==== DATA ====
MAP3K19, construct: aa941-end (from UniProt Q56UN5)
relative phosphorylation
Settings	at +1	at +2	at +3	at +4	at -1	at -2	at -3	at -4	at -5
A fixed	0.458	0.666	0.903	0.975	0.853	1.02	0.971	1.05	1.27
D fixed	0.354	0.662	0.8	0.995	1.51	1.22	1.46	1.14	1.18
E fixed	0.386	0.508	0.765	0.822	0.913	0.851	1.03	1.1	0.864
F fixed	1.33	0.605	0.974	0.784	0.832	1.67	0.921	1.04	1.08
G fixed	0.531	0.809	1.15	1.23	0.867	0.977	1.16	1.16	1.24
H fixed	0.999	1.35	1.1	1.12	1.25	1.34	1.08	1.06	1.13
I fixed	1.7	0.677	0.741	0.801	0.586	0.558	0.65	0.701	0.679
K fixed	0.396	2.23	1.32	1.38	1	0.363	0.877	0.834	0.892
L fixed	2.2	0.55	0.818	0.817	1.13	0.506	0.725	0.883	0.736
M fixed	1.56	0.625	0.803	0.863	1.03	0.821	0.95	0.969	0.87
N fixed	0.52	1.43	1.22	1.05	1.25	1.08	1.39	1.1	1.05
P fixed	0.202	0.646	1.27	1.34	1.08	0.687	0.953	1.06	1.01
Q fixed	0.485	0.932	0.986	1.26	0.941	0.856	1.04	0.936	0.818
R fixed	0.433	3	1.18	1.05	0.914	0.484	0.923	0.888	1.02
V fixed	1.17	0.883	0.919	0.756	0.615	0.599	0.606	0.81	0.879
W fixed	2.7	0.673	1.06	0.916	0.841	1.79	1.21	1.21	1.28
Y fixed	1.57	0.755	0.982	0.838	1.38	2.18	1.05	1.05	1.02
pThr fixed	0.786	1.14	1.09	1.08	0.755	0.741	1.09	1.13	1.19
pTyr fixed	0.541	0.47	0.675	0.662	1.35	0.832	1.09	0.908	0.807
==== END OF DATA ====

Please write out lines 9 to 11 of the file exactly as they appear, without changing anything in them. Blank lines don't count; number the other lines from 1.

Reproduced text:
H fixed	0.999	1.35	1.1	1.12	1.25	1.34	1.08	1.06	1.13
I fixed	1.7	0.677	0.741	0.801	0.586	0.558	0.65	0.701	0.679
K fixed	0.396	2.23	1.32	1.38	1	0.363	0.877	0.834	0.892